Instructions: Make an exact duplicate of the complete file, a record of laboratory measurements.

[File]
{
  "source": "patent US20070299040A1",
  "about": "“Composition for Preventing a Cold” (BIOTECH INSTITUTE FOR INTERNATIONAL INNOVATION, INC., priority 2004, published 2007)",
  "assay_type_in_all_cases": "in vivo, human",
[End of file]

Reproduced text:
{
  "source": "patent US20070299040A1",
  "about": "“Composition for Preventing a Cold” (BIOTECH INSTITUTE FOR INTERNATIONAL INNOVATION, INC., priority 2004, published 2007)",
  "assay_type_in_all_cases": "in vivo, human",